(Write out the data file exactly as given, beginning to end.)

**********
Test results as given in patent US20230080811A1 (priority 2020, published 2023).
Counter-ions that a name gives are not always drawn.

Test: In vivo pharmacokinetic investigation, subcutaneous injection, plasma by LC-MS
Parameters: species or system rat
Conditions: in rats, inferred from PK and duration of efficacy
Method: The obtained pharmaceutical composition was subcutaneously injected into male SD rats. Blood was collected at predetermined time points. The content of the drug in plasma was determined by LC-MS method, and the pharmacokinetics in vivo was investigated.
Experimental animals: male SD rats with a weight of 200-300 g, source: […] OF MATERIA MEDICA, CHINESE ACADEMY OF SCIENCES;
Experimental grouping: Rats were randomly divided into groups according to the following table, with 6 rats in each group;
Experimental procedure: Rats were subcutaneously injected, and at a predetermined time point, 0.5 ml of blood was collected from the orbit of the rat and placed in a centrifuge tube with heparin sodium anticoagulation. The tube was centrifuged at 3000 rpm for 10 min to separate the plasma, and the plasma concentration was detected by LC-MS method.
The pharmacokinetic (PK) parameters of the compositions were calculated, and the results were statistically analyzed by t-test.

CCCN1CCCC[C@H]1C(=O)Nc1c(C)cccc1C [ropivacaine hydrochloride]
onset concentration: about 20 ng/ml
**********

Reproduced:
Test results as given in patent US20230080811A1 (priority 2020, published 2023).
Counter-ions that a name gives are not always drawn.

Test: In vivo pharmacokinetic investigation, subcutaneous injection, plasma by LC-MS
Parameters: species or system rat
Conditions: in rats, inferred from PK and duration of efficacy
Method: The obtained pharmaceutical composition was subcutaneously injected into male SD rats. Blood was collected at predetermined time points. The content of the drug in plasma was determined by LC-MS method, and the pharmacokinetics in vivo was investigated.
Experimental animals: male SD rats with a weight of 200-300 g, source: […] OF MATERIA MEDICA, CHINESE ACADEMY OF SCIENCES;
Experimental grouping: Rats were randomly divided into groups according to the following table, with 6 rats in each group;
Experimental procedure: Rats were subcutaneously injected, and at a predetermined time point, 0.5 ml of blood was collected from the orbit of the rat and placed in a centrifuge tube with heparin sodium anticoagulation. The tube was centrifuged at 3000 rpm for 10 min to separate the plasma, and the plasma concentration was detected by LC-MS method.
The pharmacokinetic (PK) parameters of the compositions were calculated, and the results were statistically analyzed by t-test.

CCCN1CCCC[C@H]1C(=O)Nc1c(C)cccc1C [ropivacaine hydrochloride]
onset concentration: about 20 ng/ml